The former U.S. commander of multi-national troops in Iraq says President Bush's strategy there is failing because it relies too much on military force and not enough on political reconciliation. VOA White House Correspondent Scott Stearns reports, President Bush says Iraqi leaders are making political progress.
As commander of multi-national forces in Iraq shortly after the fall of Baghdad, retired Army Lieutenant General Ricardo Sanchez says he saw first hand the consequences of what he calls the Bush administration's failure to properly coordinate American political, economic, diplomatic, and military power.
"That failure continues today," he said. "At its base is the mistaken belief, despite years of evidence to the contrary, that victory can be achieved through the application of military power alone."
Sanchez says he gave the Democratic Party's Saturday radio address not as a representative of the opposition party but as a retired military officer.
This is not the first time Sanchez has spoken out against the president's policies in Iraq. Asked about his previous criticism, White House officials said simply that they appreciate Sanchez's service.
The former commander is backing congressional Democrats who want $50 billion in additional war funding linked to the goal of withdrawing U.S. combat troops by the end of next year.
That legislation was blocked by Senate Republicans who want $70 billion for the war without conditions. Democrats voted down that measure, and no additional funds were approved before Congress left for its Thanksgiving break.
President Bush opposes a timetable for troop withdrawal because he says those decisions should be made by military commanders in the field, not politicians in Washington. He says some troops are coming home, and more will follow next year, because of improved security that the president says is partly the result of his decision to send reinforcements to Iraq earlier this year.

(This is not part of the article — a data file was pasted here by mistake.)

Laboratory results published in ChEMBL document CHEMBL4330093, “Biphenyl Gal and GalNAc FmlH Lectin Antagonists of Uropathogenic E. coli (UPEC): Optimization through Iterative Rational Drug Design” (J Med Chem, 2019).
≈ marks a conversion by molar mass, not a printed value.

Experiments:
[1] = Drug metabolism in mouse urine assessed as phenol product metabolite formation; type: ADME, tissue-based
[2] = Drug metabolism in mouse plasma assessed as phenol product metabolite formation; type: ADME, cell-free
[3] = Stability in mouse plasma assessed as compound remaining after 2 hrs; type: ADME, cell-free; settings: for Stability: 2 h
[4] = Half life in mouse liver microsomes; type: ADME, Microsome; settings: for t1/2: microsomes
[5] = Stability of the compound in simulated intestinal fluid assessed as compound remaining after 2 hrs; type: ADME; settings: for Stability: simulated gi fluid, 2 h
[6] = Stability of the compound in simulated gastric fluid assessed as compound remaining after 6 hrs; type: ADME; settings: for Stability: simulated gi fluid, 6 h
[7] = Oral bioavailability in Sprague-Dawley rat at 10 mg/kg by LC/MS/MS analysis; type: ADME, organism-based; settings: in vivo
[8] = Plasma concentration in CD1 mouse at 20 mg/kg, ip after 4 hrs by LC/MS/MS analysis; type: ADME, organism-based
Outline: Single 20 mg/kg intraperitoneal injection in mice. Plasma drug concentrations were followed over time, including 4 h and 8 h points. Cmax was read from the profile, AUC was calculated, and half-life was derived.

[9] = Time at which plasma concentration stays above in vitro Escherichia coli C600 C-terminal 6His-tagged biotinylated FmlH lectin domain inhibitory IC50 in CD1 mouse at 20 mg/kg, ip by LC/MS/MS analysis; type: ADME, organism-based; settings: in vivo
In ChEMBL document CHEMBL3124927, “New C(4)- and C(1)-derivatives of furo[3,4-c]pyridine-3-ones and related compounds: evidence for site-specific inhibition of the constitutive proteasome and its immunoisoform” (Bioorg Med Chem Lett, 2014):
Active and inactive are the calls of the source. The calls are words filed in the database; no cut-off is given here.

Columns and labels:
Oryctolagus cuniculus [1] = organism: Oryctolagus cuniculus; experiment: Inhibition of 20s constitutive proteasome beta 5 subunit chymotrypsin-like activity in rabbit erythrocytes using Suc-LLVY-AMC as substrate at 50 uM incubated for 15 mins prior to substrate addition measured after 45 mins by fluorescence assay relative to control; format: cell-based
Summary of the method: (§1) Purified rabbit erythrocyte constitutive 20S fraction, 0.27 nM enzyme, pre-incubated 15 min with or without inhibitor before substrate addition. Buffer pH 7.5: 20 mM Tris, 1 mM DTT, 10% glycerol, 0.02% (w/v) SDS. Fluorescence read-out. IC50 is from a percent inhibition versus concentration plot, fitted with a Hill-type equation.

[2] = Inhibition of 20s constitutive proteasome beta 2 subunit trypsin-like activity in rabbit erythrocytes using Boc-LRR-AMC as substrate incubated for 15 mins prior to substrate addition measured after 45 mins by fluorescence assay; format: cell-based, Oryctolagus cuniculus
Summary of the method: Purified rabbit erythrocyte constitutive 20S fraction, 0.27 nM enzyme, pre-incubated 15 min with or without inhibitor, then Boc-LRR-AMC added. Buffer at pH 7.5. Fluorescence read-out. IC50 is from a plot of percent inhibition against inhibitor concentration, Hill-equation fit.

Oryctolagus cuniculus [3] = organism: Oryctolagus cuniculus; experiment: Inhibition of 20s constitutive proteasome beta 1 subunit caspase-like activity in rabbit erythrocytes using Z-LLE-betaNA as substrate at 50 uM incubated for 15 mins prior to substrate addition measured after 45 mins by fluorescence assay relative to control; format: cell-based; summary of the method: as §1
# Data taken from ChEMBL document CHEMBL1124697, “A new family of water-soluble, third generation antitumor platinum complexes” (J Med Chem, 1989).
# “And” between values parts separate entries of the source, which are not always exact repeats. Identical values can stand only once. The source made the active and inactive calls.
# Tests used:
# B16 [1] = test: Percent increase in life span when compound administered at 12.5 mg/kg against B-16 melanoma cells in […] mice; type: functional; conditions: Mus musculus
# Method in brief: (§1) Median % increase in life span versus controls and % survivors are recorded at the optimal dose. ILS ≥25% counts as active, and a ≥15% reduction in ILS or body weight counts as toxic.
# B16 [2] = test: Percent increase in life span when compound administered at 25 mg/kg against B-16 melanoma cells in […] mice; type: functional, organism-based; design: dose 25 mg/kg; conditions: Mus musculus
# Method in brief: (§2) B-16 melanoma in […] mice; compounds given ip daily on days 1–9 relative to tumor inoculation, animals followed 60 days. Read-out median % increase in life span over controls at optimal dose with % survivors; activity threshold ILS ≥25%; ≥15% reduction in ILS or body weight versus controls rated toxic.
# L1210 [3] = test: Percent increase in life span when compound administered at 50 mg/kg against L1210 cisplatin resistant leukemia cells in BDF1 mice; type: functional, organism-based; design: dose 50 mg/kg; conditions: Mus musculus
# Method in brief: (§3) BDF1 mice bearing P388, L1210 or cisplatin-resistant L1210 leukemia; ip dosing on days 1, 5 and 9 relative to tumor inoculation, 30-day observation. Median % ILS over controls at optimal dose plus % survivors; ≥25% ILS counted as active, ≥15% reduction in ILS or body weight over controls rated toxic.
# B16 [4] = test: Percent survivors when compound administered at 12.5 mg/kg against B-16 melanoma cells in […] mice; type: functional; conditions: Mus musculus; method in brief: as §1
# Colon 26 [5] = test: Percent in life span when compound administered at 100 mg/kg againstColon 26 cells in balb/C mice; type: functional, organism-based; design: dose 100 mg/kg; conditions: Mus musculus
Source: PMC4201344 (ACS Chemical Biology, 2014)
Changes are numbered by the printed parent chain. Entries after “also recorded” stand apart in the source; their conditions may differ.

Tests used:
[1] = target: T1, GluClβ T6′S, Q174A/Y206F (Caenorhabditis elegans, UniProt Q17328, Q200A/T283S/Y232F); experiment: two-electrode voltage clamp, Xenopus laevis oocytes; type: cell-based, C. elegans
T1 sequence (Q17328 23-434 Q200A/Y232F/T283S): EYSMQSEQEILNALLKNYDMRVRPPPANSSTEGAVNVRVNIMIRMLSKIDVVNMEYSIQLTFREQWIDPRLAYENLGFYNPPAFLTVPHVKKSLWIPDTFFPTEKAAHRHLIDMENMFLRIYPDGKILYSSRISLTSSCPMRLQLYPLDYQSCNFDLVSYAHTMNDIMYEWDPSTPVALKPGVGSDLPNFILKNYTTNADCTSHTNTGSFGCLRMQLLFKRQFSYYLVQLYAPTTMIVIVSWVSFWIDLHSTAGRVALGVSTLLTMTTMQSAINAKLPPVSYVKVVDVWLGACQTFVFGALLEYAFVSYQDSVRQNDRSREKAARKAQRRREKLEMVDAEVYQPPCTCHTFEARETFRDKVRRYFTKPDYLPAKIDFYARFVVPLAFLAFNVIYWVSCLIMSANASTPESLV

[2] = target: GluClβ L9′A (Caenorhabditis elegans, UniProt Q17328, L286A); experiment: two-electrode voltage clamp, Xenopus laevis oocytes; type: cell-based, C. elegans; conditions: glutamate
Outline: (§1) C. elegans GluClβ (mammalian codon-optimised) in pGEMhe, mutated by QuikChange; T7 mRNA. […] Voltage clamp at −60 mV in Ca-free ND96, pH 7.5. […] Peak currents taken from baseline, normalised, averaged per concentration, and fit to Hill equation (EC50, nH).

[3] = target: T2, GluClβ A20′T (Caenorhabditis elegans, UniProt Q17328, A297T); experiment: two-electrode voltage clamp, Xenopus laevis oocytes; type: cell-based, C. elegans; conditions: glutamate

Those troops were meant to give Iraqi leaders time to reach compromises on sharing oil revenue and allowing members of Saddam Hussein's former political party to join the government. The measures have not passed parliament.
In an interview with ABC News earlier this week, President Bush was asked about the pace of reconciliation and comments by an American army captain who said coalition troops cannot themselves reconcile Iraqi politicians.
"Sunni sheiks are stepping up and beginning to take the lead at the local level," he said. "The captain's remarks are true in this sense: the Iraqis are going to have to obviously take the lead politically, which they are beginning to do."
Sanchez disagrees with the president.
"The keys to securing the future of Iraq are aggressive regional diplomacy, political reconciliation, and economic hope," said Sanchez. "Yet, as our current commanders in Iraq have recently noted, the improvements in security produced by the courage and blood of our troops have not been matched by a willingness on the part of Iraqi leaders to make the hard choices necessary to bring peace to their country."
Sanchez says there is no evidence that Iraqi leaders will make those hard choices in the near future.
In the president's weekly radio address, Mr. Bush again marked this past Thursday's Thanksgiving holiday, saying Americans are grateful for U.S. servicemen and women whose sacrifices protect and strengthen the nation.